Lessons from Aurora and other Tragedies by Julie Arduini
July 25, 2012 Leave a comment
I loved Vicki’s post and on my own personal blog I shared how drawn I am to the stories coming out of Aurora. Maybe it’s my mama’s heart or the nose for news I’ve had since I was a child. When there is a tragedy, I’m always looking for take-away lessons for my own application, and to share with my kids.
Aurora is no exception.
I found three principles to not only honor the victims, but transform my own life for the better.
- Forgive.Craig Scott was a teenager and a survivor of the 1999 Columbine shootings. I was a new mom at the time and I cried with the rest of America when Katie Couric interviewed Craig soon after. Although he survived, his sister, Rachel, did not.One of the news shows I watched last weekend featured Craig, now an adult with a decade plus perspective on the impact the shooting had on his life. He told of a long season I didn’t know he struggled with, or to what extent: forgiveness.No one could blame Craig or his family for harboring ill-will towards his sister’s killers. But the bitterness was toxic and accelerated inside his heart and spewed like lava over his actions. One day the rage hit rock bottom when he recounted pinning his brother down and holding a knife to him.He realized he had to let go of the unforgiveness. He explained forgiving didn’t excuse the people or what they did, forgiving was unlocking the prison door and realizing it is you that is set free. I’ve heard this before, I’ve even shared it. But what a powerful statement when it comes from a shooting survivor who saw the path of destruction he was on.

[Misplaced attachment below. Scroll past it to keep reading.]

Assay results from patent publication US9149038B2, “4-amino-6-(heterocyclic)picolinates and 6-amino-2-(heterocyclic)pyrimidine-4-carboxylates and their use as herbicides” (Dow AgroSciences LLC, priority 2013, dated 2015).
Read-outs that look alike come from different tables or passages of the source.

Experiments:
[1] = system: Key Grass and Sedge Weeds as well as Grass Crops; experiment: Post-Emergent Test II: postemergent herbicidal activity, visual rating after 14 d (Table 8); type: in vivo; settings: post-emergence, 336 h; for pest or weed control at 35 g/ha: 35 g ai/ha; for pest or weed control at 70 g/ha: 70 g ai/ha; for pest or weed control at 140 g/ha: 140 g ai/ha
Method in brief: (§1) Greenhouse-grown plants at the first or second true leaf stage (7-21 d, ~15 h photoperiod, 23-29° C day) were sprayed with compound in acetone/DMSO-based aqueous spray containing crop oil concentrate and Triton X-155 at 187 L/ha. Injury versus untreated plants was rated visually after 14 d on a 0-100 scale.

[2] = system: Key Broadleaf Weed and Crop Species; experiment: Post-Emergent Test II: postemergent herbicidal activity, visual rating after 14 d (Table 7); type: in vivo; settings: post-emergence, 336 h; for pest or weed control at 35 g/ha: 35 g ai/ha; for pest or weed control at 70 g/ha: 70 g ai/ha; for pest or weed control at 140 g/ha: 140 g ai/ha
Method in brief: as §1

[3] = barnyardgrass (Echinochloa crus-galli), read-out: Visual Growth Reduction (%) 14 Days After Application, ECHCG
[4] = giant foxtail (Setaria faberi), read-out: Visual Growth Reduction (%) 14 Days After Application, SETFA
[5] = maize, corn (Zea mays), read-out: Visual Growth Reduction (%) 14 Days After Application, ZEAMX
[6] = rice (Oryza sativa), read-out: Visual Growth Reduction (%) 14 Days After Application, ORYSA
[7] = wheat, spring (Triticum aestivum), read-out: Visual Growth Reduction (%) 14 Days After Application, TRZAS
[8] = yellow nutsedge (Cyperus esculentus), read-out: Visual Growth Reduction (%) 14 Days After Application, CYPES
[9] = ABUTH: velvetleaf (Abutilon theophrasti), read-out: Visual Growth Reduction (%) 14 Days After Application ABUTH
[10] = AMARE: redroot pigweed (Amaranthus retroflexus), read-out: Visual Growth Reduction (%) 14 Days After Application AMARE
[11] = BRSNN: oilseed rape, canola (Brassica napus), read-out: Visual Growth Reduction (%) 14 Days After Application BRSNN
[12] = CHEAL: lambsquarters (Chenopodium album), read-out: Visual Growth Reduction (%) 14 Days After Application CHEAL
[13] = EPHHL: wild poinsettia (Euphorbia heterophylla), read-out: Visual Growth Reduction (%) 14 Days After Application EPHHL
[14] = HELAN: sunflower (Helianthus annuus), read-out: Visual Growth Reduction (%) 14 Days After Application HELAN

- Know the One, True God who created you. This isn’t so much an altar call based on what if today was your last day (which I hope you know your eternal destination because we aren’t promised tomorrow) but a reflection on why God made you the way you did. One of my favorite stories comes from Lysa TerKeurst in Made to Crave where she recalls a high school dance where the boy confessed they could never date because she had “tankles.” She grieved over his statement for years until one day she asked God why He made her with tankles. In the quietness of her heart He asked if she had coordination issues, which she admitted she did. With love He told her that was why she had tankles. Those thick ankles supported her and kept her from broken bones. What was a curse suddenly became a blessing.
Aurora survivor Petra Anderson has a miraculous story about why God created her brain the way He did for such a time for this. I strongly encourage you to read this post to learn about what doctors discovered.
3. Release tributes to the living. Alcoholism robbed my dad and I of critical years, but I’m thankful the many good years we shared were precious. When he was near death, I was the last to have a conversation with him that he was able to comprehend and respond to. I let him know there were no regrets, there was love, and a promise because of our mutual faith in Christ we would see each other again. While he waited, I asked that he watch over the baby I miscarried. The peace and joy I had sharing this tribute was something only God could put together, and I’m so glad it did as a tribute and not an eulogy.
The victims from Friday’s senseless tragedy thought they were seeing a movie, a couple hours plus of summer entertainment. They had no idea it would be the last thing they would ever do on Earth. To honor them and all who have died in such tragic fashion, can I challenge you to join me by giving tributes to those around you? Nothing fancy, but a verbal pat on the back to the one who never asks for credit. For the weary mom or the dad working three jobs. Have you given applause to the grandparents who gave up their empty nest to raise their own grandchildren? Have you encouraged a teacher? A colleague? Doctor? Gas station attendant? How about your own child or spouse?
It’s important to me to take what the devil meant for harm, to transform for good. I know applying these lessons won’t bring loved ones back, but it’s my way of honoring those who no longer have a voice, and those still living who deserve to see the best out of me before it is too late.
By the way, the lyrics to this Matthew West song, Forgiveness, really sum up how hard it is, yet how it really is the right thing to do.